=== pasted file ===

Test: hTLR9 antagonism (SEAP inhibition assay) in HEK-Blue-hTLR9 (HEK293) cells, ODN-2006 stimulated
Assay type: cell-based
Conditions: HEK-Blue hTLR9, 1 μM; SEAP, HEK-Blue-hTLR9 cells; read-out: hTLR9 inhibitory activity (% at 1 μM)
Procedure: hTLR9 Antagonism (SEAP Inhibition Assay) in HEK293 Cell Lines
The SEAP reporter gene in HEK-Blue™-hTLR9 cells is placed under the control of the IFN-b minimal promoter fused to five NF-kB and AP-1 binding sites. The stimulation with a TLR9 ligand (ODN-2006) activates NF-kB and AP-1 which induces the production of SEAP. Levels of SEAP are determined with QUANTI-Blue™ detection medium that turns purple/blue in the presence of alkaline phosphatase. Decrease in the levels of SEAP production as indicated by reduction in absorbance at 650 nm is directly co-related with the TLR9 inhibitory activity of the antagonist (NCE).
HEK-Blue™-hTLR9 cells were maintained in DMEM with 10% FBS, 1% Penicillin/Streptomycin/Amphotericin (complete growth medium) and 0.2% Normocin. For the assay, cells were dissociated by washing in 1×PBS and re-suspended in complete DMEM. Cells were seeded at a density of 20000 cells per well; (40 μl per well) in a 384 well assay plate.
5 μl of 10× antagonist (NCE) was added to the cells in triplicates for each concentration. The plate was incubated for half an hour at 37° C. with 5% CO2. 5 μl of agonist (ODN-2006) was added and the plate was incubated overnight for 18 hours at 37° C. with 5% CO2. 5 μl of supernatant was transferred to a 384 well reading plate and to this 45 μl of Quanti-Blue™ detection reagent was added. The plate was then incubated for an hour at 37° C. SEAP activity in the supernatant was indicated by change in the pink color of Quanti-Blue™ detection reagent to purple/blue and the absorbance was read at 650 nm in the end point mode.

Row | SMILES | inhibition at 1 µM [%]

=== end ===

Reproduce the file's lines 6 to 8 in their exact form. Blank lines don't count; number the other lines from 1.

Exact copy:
HEK-Blue™-hTLR9 cells were maintained in DMEM with 10% FBS, 1% Penicillin/Streptomycin/Amphotericin (complete growth medium) and 0.2% Normocin. For the assay, cells were dissociated by washing in 1×PBS and re-suspended in complete DMEM. Cells were seeded at a density of 20000 cells per well; (40 μl per well) in a 384 well assay plate.
5 μl of 10× antagonist (NCE) was added to the cells in triplicates for each concentration. The plate was incubated for half an hour at 37° C. with 5% CO2. 5 μl of agonist (ODN-2006) was added and the plate was incubated overnight for 18 hours at 37° C. with 5% CO2. 5 μl of supernatant was transferred to a 384 well reading plate and to this 45 μl of Quanti-Blue™ detection reagent was added. The plate was then incubated for an hour at 37° C. SEAP activity in the supernatant was indicated by change in the pink color of Quanti-Blue™ detection reagent to purple/blue and the absorbance was read at 650 nm in the end point mode.

Row | SMILES | inhibition at 1 µM [%]